In November 2006, the FTC charged software developer ERG Ventures, its principals and programmer Timothy P. Taylor with luring consumers into downloading malware by concealing it within seemingly harmless free programs. Taylor was responsible for running ERG Ventures, which operated adult sites such as PrivateInPublic.com, Media Motor and JoystickSavers.com.
The FTC also said ERG Ventures and Taylor used a deceptive End User License Agreement, which claimed to give users the option to halt the installation of the program but installed the malware regardless of what option the user selected.
The spyware inconspicuously activated itself after being downloaded and installed programs that altered consumers' home pages, tracked their Internet activity, altered browser settings, degraded computer performance and disabled anti-spyware and anti-virus software, the FTC said.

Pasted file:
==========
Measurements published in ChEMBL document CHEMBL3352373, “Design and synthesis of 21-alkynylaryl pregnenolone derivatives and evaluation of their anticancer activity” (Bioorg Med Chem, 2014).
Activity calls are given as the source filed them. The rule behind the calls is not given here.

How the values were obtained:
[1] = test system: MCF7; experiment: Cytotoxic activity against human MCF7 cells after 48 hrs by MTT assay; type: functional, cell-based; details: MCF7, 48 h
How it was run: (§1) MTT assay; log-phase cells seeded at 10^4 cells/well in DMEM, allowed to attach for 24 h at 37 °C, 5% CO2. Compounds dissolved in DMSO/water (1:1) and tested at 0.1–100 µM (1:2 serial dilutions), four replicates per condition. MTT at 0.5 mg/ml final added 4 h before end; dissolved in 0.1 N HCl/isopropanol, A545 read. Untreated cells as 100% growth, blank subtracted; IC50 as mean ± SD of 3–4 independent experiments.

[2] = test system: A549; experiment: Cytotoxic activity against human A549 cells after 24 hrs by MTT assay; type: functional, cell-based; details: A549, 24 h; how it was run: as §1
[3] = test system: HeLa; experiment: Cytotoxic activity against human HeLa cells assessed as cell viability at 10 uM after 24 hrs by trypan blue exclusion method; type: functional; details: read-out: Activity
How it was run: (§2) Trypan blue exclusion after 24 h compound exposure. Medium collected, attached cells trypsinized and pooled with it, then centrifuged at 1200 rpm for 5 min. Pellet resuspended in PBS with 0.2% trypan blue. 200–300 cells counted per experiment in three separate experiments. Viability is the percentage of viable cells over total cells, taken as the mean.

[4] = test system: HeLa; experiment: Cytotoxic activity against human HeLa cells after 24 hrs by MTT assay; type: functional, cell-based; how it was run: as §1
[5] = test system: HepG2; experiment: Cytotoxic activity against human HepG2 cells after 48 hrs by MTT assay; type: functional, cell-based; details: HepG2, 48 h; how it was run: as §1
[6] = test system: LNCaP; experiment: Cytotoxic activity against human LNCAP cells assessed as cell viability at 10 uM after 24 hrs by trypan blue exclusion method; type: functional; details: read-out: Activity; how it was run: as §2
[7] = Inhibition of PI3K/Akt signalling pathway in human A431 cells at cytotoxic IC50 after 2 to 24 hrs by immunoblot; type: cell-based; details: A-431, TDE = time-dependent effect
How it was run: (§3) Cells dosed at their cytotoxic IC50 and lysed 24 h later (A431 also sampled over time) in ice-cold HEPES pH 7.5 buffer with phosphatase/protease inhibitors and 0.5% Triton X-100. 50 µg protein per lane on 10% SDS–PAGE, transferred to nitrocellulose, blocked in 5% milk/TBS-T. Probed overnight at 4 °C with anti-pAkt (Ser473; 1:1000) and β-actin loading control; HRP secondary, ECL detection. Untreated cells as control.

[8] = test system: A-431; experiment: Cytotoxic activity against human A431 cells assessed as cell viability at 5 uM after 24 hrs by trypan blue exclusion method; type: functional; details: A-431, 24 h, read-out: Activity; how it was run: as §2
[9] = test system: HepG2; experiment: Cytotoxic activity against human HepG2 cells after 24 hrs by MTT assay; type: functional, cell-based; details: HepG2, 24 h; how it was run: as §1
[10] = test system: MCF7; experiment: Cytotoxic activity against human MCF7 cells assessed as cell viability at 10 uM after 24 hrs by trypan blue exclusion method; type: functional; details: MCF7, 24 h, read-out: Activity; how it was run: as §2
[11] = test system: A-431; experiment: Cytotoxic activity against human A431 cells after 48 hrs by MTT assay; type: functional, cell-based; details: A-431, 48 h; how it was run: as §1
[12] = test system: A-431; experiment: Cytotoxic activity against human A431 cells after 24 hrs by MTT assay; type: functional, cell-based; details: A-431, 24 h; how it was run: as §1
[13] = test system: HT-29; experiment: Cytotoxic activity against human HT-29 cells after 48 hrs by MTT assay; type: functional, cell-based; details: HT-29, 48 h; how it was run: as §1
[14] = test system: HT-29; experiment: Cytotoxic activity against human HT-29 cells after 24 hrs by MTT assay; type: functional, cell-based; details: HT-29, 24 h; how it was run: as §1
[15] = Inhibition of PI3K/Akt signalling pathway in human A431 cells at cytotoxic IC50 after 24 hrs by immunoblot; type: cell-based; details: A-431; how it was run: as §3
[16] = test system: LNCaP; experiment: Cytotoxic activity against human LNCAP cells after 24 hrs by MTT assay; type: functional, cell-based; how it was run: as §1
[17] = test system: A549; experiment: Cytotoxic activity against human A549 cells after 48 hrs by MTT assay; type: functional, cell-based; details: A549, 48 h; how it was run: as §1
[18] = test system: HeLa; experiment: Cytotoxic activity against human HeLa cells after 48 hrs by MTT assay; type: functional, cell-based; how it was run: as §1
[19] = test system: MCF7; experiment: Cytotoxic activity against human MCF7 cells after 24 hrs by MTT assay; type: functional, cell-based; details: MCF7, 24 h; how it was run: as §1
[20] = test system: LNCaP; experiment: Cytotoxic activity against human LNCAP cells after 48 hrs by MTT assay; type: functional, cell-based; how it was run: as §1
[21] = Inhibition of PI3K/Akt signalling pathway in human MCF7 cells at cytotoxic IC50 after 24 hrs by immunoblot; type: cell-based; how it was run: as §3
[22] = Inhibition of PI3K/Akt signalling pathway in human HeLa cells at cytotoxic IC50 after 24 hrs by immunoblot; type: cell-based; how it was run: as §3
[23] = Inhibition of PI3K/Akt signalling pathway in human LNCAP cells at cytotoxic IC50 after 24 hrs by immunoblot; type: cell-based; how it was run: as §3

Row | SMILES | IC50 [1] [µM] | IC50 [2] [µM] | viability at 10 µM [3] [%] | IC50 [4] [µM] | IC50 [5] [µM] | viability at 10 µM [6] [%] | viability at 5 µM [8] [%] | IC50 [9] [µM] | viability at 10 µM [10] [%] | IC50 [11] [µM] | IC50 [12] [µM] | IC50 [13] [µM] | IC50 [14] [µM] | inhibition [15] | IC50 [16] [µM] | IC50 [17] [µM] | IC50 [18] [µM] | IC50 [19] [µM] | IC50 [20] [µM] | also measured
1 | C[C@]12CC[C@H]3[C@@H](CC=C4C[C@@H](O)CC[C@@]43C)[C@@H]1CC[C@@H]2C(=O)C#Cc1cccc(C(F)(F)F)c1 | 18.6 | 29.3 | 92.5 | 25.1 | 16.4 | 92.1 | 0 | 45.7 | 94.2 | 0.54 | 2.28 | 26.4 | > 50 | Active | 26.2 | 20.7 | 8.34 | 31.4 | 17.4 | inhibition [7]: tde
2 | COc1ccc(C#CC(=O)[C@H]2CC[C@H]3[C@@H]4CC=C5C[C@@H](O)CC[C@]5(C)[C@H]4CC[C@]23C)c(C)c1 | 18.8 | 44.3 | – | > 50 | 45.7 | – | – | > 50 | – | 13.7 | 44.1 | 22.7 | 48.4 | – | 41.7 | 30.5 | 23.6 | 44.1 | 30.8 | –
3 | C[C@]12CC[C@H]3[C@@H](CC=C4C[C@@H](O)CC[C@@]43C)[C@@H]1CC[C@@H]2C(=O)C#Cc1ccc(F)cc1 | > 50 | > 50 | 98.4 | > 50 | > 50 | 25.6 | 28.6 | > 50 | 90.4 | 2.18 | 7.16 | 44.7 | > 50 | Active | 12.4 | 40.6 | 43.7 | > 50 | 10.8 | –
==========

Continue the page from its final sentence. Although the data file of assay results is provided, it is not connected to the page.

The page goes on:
Apparently, the malware programs were nearly impossible for the defendants to remove from their computers.
McKibben's judgment requires Taylor to stop dispensing malware and pop-up software, and surrender $4,595.36 in profit from the operation.
ERG Ventures co-owners Robert A. Davidson II., Elliott S. Cameron and Gary E. Hill also were named in the original suit, but litigation in their cases ended in October 2007.
Microsoft assisted in the investigation, which began two years ago, the FTC said.